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Giant egg-shaped wine barrel not performing well…yet

By / 04.27.12

Typical wine casks are 225 liters and look exactly like you’d expect them to. One company would like to change that with their new egg-shaped barrel name Ovum.

UbiFrance


This 2000L monstrocity is the brainchild of Taransaud, a French cooprage. It was introduced last year, and according to their press release, the unique shapes “are recognized for their qualities of micro-oxygenation, thermoregulation and their interaction with wine to enhance its body, balance and elegance. In addition, this egg-shaped vat will enable natural mixing of the lees to enhance complexity, purity and precision in the wine.” The question is, does it work? More importantly, does it work well enough to justify an incredible $40,000 price tag?

While the verdict is still out, the initial results were not all that positive. In a blind taste test between wine aged in the Ovum, 225 liter casks, and 400 liter casks, the over-whelming approval was for the 400 liter. The one thing keeping hope alive though is that the wine was only aged for 6 months, half of the planned test time. It’s entirely possible that because of the size/shape, it simply takes more time to get the reactions underway.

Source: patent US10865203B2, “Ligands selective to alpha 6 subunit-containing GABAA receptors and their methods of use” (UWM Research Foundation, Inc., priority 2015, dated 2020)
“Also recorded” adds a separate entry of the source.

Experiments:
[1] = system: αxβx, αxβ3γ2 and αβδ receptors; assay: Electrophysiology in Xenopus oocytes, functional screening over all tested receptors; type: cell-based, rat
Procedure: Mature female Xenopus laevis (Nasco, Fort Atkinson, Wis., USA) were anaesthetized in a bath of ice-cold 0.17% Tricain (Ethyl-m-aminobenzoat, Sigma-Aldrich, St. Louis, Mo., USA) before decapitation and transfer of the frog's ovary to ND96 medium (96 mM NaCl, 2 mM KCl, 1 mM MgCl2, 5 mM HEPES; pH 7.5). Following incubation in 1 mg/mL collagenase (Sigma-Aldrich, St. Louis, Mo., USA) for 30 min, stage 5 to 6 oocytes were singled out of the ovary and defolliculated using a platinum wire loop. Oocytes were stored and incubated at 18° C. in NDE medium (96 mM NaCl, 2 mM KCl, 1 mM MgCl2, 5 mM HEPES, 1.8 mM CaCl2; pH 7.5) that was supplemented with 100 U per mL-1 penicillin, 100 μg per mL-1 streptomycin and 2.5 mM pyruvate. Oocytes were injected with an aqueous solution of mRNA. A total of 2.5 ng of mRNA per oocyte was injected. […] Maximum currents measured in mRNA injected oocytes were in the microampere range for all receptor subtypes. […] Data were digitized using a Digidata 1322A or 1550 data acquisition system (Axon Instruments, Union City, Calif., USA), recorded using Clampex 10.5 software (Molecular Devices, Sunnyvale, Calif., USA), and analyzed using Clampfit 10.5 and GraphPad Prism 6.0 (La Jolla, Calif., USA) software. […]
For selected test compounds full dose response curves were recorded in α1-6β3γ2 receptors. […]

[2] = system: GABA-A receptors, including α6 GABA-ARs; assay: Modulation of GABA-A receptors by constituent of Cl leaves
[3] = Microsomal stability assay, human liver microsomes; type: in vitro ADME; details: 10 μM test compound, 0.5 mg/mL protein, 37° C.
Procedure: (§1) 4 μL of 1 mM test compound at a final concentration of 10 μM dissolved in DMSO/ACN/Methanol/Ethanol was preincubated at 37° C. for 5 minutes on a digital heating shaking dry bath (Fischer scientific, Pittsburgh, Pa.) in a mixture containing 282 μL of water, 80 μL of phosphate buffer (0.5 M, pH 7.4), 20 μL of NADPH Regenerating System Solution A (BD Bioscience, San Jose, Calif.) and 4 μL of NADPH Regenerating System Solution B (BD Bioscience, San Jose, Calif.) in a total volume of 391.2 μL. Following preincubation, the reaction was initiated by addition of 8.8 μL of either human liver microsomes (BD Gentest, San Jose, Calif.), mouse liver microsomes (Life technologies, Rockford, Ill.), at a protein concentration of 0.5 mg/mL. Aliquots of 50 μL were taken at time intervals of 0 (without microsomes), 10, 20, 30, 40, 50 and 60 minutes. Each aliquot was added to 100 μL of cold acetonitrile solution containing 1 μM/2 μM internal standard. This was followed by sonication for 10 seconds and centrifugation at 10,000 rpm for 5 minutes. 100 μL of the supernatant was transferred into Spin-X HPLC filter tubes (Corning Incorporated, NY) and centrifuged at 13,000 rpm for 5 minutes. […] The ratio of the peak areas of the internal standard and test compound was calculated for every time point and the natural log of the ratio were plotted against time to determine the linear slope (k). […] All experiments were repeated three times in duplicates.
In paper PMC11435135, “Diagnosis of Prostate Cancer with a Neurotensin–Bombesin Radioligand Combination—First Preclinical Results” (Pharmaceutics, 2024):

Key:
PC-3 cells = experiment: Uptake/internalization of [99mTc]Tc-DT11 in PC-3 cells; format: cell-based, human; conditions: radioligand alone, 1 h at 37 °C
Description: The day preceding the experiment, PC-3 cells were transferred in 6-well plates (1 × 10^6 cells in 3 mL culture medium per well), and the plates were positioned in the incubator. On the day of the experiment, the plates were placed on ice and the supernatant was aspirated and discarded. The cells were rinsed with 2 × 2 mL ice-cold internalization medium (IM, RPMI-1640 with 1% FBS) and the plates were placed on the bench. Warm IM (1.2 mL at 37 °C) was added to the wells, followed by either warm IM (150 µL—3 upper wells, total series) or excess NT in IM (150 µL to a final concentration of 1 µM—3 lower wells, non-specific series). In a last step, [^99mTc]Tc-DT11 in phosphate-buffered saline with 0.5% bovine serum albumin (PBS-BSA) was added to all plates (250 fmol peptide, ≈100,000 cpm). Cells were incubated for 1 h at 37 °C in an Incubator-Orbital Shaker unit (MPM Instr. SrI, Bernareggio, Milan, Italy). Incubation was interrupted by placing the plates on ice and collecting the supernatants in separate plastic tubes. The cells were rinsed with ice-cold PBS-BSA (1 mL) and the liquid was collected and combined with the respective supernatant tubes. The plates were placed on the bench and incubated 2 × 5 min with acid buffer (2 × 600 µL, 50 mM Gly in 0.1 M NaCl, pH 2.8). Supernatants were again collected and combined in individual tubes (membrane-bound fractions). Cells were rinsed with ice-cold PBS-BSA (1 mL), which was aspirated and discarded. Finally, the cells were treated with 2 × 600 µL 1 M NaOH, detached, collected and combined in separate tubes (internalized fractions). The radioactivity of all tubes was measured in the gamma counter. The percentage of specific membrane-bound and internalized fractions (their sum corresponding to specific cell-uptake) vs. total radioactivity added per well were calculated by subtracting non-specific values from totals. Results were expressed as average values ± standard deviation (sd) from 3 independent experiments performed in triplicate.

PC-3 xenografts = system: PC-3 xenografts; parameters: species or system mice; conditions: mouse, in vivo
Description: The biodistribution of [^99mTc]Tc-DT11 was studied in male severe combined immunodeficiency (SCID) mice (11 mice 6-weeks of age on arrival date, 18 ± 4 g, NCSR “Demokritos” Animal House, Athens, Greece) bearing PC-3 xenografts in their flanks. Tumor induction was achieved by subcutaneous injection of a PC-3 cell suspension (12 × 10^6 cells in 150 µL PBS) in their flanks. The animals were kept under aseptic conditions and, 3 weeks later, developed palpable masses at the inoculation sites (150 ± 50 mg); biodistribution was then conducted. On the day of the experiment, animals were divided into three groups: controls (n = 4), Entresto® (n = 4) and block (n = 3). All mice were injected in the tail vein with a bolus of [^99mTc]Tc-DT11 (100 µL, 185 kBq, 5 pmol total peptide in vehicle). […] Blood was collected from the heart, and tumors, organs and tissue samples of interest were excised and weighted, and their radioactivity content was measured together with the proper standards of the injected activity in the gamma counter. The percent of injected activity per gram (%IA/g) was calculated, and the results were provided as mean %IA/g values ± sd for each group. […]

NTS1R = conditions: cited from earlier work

One thing’s for sure. Regardless of its usefulness, the Ovum is a work of art. If it ends up not working as a fermentation vessel, it certainly can be displayed for a crowd. I’m sure it will find a place in a museum of wine somewhere, assuming such a place exists. If not, turn it into a playground slide…just watch for splinters.

Oak experiments yield mixed results [The Drinks Business]


TAGSegg-shaped barrelEgg-shaped wine barrelOvumTaransaudTaransaud OvumUnusual wine caskswine aged in giant egg
Colin Joliat
About Colin Joliat... Colin Joliat is the 2nd best person to ever come from Flint, Michigan, behind only Andre "Bad Moon" Rison. He covers the food & alcohol industries with two parts information, one part comedy, and one part WTF is wrong with this guy. When not passing off drinking as research, he can typically be found in parks trying to trick people into believing he's funny. Follow him on Facebook.

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